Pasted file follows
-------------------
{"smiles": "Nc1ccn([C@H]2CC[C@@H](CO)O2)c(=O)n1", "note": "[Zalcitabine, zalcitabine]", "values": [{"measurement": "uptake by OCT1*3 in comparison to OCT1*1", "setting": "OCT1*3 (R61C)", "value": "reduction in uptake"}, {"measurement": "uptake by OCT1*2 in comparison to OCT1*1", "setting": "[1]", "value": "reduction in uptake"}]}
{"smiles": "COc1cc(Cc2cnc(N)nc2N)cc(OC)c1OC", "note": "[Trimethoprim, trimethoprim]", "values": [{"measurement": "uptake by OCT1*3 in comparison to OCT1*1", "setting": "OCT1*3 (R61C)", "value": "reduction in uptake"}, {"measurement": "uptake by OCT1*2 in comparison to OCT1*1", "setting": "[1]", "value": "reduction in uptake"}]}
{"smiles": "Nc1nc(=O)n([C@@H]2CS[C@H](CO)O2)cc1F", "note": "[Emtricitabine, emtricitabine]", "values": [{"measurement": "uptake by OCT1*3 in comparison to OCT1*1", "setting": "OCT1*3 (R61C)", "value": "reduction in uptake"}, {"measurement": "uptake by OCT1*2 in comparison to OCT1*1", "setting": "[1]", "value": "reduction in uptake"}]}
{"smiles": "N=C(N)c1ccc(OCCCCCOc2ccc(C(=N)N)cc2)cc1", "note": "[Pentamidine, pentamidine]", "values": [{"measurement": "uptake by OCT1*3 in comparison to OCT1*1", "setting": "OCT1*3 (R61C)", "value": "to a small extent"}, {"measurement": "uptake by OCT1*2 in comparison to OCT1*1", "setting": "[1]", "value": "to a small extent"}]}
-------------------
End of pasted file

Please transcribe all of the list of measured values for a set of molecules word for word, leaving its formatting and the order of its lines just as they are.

{"smiles": "Nc1ccn([C@H]2CC[C@@H](CO)O2)c(=O)n1", "note": "[Zalcitabine, zalcitabine]", "values": [{"measurement": "uptake by OCT1*3 in comparison to OCT1*1", "setting": "OCT1*3 (R61C)", "value": "reduction in uptake"}, {"measurement": "uptake by OCT1*2 in comparison to OCT1*1", "setting": "[1]", "value": "reduction in uptake"}]}
{"smiles": "COc1cc(Cc2cnc(N)nc2N)cc(OC)c1OC", "note": "[Trimethoprim, trimethoprim]", "values": [{"measurement": "uptake by OCT1*3 in comparison to OCT1*1", "setting": "OCT1*3 (R61C)", "value": "reduction in uptake"}, {"measurement": "uptake by OCT1*2 in comparison to OCT1*1", "setting": "[1]", "value": "reduction in uptake"}]}
{"smiles": "Nc1nc(=O)n([C@@H]2CS[C@H](CO)O2)cc1F", "note": "[Emtricitabine, emtricitabine]", "values": [{"measurement": "uptake by OCT1*3 in comparison to OCT1*1", "setting": "OCT1*3 (R61C)", "value": "reduction in uptake"}, {"measurement": "uptake by OCT1*2 in comparison to OCT1*1", "setting": "[1]", "value": "reduction in uptake"}]}
{"smiles": "N=C(N)c1ccc(OCCCCCOc2ccc(C(=N)N)cc2)cc1", "note": "[Pentamidine, pentamidine]", "values": [{"measurement": "uptake by OCT1*3 in comparison to OCT1*1", "setting": "OCT1*3 (R61C)", "value": "to a small extent"}, {"measurement": "uptake by OCT1*2 in comparison to OCT1*1", "setting": "[1]", "value": "to a small extent"}]}